Men Are Victims Too


Open any news outlet media today and you will be plagued with headlines prompting thoughtful consideration about the current state of the nation due to the recent change in presidency. Many claim that the current president represents a lack of education about women’s issues and rape culture. Among that, many have taken this opportunity to question if the vote for President Trump was representative of America’s view on women and their daily fights. Of these fights, the issue of domestic violence against women has become very prominent.

What many tend to neglect is that in the real world of feminism, the issue of domestic violence is not a women’s issue – it’s a people’s issue.

Every person in America has the potential to be affected by domestic violence without a strong dependence on gender. This one is for the men – the men who are also affected by domestic violence but are very rarely talked about, making the overarching issue even worse for the entire survivor community.

Today’s world gives men a bad reputation. The negative view of the way society now looks at men based on those who are in power, and their previous actions, causes strong neglect towards the issues that men face with domestic violence. It’s been statistically shown that men are also affected, in large numbers compared to the United States population, by domestic violence. That rate is lower than that of women, but the issue found within statistics is that they are dependent on somewhat unreliable methods of obtaining data. For example, statistics based solely on reported domestic violence and survey can fall prey to the cultural standards placed on men to dissuade them from reporting. Men are told to be strong and domineering, so admitting they were victims of domestic violence – especially at the hand of a woman – is as harmful to their cultural ego and reputation as emotion violence. Likewise, survey results can be problematic in obtaining correct data when the questions are skewed to only recovering certain answers. Broad questions about someone being a victim of domestic violence leaves little educational value for the survey taker to decide how to accurately represent themselves in the survey. Questions should be worded more in depth and give a full range of different forms of domestic violence without showing tendency towards the colloquial definition applied to hot topic news stories.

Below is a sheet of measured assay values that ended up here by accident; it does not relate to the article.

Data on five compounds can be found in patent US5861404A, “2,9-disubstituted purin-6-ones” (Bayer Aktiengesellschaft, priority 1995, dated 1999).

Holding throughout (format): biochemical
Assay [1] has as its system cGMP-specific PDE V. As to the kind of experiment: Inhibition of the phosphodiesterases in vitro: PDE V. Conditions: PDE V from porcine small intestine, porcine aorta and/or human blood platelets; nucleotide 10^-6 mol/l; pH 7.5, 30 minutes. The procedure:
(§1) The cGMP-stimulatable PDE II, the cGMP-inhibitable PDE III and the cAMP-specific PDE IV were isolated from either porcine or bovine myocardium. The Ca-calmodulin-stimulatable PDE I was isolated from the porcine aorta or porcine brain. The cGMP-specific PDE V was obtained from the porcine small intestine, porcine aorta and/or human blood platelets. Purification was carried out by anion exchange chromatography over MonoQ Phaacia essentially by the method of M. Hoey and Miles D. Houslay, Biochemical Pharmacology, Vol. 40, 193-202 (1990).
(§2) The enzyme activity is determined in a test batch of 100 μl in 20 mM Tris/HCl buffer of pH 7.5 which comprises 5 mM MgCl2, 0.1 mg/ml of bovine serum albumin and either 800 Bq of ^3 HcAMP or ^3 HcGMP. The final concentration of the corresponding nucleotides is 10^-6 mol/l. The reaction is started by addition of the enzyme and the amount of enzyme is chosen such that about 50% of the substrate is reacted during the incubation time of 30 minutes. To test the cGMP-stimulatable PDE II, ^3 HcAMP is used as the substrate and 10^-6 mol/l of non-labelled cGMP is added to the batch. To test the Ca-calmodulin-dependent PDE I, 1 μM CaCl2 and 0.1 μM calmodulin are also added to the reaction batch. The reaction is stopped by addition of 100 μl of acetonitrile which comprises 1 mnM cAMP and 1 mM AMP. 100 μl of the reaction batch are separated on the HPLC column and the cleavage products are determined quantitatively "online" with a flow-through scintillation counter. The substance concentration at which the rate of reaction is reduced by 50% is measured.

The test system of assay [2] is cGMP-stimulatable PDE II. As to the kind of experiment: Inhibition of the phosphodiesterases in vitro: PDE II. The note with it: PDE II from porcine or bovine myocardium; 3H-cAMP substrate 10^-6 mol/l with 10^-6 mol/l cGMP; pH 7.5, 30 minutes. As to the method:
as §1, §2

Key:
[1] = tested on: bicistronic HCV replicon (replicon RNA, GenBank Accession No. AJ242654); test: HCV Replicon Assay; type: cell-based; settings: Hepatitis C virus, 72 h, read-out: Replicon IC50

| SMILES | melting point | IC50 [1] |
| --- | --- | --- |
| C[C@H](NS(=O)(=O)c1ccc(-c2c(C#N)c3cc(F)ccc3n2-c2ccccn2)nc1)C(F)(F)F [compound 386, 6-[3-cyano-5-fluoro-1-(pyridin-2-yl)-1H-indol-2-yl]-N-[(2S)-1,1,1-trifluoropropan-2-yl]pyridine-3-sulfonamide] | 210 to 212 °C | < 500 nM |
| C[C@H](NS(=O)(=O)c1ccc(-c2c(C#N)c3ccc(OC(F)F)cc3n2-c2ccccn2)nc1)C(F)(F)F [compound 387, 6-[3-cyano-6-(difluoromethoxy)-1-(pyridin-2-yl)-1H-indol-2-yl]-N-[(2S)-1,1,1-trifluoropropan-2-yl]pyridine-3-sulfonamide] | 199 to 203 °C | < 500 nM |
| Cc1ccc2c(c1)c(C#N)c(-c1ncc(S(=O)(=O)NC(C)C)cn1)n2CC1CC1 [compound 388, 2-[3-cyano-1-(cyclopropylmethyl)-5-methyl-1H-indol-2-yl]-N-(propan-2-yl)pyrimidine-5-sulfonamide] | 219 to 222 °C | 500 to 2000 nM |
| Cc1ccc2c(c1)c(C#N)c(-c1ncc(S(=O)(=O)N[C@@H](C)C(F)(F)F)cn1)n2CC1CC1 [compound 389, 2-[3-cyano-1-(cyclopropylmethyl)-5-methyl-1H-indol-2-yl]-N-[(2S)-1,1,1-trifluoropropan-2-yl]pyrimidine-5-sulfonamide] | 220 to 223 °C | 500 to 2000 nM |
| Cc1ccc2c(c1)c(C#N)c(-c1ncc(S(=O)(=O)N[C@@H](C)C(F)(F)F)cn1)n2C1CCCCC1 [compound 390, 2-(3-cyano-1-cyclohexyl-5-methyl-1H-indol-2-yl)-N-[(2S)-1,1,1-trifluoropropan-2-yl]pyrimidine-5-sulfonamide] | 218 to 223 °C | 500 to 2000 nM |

The greater issue of domestic violence against all people is a lack of education.

Instead of causing division over the human rights of men versus women, education about domestic violence should cover all genders as able body offenders and victims. In a form of true equality over issues that America so direly needs, it is more influential to give proper education on the various forms of domestic violence. Physical and emotion abuse being the most frequently talked about commonly dominate the public’s understanding of domestic violence. Frequently left out forms include financial and personal abuse. The use of personal information to coerce someone is a frequent under recorded for of abuse that many people in a household do face. Likewise, financial abuse is easily documented but rarely mentioned as a form when discussing partner violence. This is a call to action, to take necessary steps in reaching the general public to relieve all relationships and household tension by giving greater understanding of the frequency and types of domestic violence. With better understanding, this women’s issue can become a human issue that all may over come in time.